It All Began with a Sewing Machine
The Wells Foundation traces its roots back to the 1880s, when Annie Wells, the wife of St. Mark’s Rector Thomas Bucklin Wells, allowed a German immigrant neighbor to use her sewing machine and gave her lessons in “modern” sewing. Soon, more nearby immigrant women asked for lessons. Annie was soon overwhelmed, and asked for help from other women in the parish.
The women petitioned the St. Mark’s Vestry to purchase three sewing machines so they could continue this work. There was a substantial debate about whether to fund this “women’s work.” Some members of the Vestry believed that the women should raise all of the money themselves – this proposal was “ladies’ work.”
Rev. Thomas Bucklin Wells,
Rector of St. Mark’s Cathedral
Give Someone a Fish vs. Teach Someone to Fish
Photo from 1926 showing women,
nurses, children & visitors at Wells
To assist with childcare, a Kindergarten and Nursery School were established. Classes were started for school-age children. English and civics classes were taught in the evening.
The Vestry agreed to purchase ONE sewing machine, leaving the women to raise funds for the other TWO. The women raised enough money to buy EIGHT more machines.
Boys building a model city
The demand continued to grow for sewing education – women with skills in sewing could often find work when their husbands could not. Before long, classes were offered in sewing, serving, childcare and typing.
From a Sewing Machine to a Full-Service Facility
Photo of the original Wells settlement house
The Wells Memorial Inc. Settlement House was established in 1908 to house these services. At Wells Memorial volunteers and social workers provided medical, social and educational services to the surrounding community. Over the years the settlement house provided daycare to working mothers.
Neighborhood people could send their children to kindergarten or a day nursery, find books, search for work and obtain treatment for illness there. Immigrants and Minneapolis residents of varying religious affiliations could also use the house for their own meetings. For instance, in 1920 Jewish athletes organized a sporting club there. Finnish and other immigrants also connected with each other at the facility.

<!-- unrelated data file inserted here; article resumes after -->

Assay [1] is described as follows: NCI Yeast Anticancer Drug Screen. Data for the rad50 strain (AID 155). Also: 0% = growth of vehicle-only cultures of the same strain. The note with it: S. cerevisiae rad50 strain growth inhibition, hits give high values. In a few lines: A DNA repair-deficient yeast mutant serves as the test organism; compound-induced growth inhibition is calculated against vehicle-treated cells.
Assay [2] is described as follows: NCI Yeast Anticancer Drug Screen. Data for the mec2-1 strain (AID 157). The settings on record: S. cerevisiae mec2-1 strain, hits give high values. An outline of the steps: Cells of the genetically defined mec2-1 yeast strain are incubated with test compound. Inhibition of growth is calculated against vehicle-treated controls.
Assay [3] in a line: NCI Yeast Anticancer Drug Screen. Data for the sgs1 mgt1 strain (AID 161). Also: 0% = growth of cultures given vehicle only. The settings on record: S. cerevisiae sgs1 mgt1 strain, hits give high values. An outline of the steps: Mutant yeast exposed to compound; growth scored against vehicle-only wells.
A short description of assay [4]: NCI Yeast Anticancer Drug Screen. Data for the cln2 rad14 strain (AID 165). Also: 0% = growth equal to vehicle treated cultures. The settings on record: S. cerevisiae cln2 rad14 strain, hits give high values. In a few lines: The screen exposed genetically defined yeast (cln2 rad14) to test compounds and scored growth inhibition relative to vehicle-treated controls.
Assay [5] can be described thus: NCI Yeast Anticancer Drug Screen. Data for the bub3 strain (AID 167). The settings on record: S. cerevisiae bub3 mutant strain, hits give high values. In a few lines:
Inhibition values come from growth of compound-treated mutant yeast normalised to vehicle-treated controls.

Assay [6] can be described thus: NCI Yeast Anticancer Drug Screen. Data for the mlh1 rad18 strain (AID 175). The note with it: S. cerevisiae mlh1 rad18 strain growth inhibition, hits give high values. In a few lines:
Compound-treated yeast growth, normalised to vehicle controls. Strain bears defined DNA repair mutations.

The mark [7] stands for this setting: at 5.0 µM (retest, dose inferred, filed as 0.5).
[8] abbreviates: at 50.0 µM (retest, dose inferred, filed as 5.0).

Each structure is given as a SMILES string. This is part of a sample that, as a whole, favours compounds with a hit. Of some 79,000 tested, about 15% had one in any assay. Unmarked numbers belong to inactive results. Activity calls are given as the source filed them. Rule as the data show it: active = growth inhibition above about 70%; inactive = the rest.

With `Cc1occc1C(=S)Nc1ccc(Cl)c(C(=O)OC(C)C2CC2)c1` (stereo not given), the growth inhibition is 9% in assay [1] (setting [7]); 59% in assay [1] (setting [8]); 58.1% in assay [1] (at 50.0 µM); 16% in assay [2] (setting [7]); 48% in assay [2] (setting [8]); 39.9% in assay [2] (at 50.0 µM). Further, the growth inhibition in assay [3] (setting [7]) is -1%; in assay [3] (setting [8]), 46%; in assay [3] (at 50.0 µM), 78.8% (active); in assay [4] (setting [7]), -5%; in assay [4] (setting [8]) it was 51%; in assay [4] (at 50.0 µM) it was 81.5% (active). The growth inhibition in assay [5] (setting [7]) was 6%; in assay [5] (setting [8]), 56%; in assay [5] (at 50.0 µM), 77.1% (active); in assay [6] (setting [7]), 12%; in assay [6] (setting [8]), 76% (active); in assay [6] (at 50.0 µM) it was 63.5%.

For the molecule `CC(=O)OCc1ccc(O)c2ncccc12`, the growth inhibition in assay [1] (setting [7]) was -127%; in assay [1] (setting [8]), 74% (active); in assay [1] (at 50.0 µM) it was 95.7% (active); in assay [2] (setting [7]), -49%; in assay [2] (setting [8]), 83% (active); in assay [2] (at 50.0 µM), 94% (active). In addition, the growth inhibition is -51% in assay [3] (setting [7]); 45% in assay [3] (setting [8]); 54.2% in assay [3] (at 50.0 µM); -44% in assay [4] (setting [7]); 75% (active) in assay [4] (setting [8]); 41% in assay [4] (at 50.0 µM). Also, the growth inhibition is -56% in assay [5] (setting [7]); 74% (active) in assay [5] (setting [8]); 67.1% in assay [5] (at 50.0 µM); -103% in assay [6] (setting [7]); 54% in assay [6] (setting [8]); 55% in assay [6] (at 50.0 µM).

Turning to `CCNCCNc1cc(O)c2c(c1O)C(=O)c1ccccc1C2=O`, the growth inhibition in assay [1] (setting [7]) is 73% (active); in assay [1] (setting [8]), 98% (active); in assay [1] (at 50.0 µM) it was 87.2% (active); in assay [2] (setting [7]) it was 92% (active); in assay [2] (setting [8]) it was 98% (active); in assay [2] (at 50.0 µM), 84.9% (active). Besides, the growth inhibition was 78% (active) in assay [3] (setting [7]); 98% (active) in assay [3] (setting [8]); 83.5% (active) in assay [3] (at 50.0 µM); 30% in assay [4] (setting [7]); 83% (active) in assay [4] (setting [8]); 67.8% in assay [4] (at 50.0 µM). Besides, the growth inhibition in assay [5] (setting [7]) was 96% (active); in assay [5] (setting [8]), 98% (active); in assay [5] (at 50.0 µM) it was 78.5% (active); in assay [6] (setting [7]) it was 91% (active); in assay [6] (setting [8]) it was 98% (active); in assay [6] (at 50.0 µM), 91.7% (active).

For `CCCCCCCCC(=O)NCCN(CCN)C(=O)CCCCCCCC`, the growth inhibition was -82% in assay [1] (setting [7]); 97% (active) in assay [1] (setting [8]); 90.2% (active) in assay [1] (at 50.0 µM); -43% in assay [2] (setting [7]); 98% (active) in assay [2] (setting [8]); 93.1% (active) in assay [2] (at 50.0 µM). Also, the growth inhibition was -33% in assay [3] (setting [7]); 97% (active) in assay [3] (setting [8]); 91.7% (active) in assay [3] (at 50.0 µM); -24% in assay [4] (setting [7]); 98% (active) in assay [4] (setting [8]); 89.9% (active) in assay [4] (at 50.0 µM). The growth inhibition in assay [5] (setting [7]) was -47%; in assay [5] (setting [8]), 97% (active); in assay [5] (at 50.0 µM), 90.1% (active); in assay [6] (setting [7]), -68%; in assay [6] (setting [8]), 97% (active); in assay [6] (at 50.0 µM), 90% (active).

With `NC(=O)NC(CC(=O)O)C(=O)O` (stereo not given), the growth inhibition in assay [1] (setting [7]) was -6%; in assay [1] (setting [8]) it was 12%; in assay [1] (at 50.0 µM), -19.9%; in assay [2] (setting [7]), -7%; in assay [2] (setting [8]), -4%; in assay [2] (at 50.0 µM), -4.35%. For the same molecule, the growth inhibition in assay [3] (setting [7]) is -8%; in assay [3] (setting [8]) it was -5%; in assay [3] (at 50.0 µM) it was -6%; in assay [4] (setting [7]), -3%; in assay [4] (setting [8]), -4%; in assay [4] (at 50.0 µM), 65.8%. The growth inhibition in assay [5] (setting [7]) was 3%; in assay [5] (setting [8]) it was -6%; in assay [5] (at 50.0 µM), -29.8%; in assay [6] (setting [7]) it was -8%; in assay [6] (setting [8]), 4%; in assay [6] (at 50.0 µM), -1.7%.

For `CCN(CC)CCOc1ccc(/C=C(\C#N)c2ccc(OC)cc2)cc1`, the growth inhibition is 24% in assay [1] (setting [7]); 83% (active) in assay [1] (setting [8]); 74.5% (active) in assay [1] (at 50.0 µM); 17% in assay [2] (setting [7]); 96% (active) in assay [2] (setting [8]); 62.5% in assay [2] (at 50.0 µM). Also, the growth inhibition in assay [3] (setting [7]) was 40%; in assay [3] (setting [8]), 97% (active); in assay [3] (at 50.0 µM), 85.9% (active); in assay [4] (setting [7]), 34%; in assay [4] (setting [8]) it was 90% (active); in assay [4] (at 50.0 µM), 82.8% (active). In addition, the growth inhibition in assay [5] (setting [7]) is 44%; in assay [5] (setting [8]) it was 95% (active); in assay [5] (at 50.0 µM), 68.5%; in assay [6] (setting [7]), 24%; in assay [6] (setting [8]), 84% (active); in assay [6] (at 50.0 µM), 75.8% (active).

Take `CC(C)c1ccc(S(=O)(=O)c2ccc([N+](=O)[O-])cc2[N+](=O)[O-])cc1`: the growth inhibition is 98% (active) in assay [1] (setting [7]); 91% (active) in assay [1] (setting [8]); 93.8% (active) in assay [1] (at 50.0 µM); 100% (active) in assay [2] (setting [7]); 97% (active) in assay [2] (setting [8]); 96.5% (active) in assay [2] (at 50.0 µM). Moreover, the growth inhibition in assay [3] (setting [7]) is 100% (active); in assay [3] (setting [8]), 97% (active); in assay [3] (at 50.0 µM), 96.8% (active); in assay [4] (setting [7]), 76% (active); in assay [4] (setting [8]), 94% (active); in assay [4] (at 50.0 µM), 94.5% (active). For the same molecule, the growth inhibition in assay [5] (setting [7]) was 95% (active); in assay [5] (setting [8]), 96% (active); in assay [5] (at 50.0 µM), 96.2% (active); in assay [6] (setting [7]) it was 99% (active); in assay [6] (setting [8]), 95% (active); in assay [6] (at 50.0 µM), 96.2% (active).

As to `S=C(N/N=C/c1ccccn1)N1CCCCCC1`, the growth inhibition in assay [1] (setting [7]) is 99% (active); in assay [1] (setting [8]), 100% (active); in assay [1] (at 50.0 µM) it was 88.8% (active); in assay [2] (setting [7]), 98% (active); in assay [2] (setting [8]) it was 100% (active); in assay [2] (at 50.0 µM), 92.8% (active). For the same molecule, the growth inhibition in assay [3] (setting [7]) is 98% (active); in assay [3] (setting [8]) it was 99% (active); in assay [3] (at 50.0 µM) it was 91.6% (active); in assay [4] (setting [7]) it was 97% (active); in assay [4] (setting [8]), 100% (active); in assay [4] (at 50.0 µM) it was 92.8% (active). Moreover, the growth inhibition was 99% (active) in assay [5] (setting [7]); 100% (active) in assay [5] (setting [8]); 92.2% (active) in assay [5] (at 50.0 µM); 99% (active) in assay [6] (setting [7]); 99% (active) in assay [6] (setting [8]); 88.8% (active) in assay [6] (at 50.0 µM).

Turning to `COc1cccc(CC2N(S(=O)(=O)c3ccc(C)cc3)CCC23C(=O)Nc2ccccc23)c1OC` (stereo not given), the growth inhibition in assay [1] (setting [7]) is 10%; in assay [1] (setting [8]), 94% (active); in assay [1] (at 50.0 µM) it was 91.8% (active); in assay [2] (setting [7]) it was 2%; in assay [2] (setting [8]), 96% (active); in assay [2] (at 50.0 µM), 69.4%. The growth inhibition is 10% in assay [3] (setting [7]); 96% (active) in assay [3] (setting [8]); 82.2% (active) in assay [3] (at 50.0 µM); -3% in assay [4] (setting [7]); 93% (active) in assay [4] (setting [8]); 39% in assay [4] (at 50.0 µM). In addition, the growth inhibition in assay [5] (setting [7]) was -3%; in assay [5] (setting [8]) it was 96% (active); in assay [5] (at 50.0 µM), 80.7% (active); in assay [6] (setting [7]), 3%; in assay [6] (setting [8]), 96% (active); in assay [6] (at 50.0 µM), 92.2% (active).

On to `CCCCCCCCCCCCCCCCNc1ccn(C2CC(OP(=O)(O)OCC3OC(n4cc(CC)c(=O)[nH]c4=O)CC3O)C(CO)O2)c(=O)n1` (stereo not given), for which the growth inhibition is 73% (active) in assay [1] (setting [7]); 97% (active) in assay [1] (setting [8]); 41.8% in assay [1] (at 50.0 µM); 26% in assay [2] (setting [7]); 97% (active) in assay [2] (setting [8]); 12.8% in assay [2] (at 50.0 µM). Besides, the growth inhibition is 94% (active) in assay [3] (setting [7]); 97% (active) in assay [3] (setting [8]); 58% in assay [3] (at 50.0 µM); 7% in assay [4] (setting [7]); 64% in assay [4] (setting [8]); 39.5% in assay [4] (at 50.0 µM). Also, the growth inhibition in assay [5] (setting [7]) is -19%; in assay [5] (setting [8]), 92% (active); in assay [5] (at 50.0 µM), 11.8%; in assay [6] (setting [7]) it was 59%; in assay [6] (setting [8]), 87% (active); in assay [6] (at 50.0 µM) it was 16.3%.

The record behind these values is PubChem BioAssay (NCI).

In addition to the time, effort and skill of countless volunteers the operation was blessed to be the beneficiary of monetary gifts from many well-heeled community and business leaders who were associated — or at least familiar — with St. Mark’s and the Wells programs.
Volunteer with a young girl and her doll
From a Facility to an Endowment
In the mid-1920s Wells became a non-profit tax exempt entity. When the settlement house and other properties were sold, Wells put the funds into an endowment for the future needs of the community, and this endowment has been augmented with generous gifts over the years. Wells Memorial House was sold in 1948 and the foundation took a new direction as described in St. Mark’s: A Parish Church and a Cathedral:
In September of that year, Richard J. Parvis of Kansas City was placed in charge of directing a radically new method of social service work, which calls for cooperative use of homes, schools, churches and community facilities of various kinds. Wells no longer aims to supply directly all the needs of the people it serves but rather to help them to help themselves. It now styles itself “a neighborhood partner in social and recreational activities.” It is believed that this conforms with the original intent of Wells Memorial’s founders.
Wells has always been interested in diagnosing and treating the causes of the poverty and misery in the community. Check out: